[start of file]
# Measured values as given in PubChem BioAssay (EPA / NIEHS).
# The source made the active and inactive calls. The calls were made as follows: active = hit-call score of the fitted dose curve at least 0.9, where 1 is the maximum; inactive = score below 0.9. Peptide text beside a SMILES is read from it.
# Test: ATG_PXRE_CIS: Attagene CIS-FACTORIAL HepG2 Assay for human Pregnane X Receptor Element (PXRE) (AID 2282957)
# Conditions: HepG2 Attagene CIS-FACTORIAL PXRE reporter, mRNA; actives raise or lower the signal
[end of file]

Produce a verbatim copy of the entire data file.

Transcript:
# Measured values as given in PubChem BioAssay (EPA / NIEHS).
# The source made the active and inactive calls. The calls were made as follows: active = hit-call score of the fitted dose curve at least 0.9, where 1 is the maximum; inactive = score below 0.9. Peptide text beside a SMILES is read from it.
# Test: ATG_PXRE_CIS: Attagene CIS-FACTORIAL HepG2 Assay for human Pregnane X Receptor Element (PXRE) (AID 2282957)
# Conditions: HepG2 Attagene CIS-FACTORIAL PXRE reporter, mRNA; actives raise or lower the signal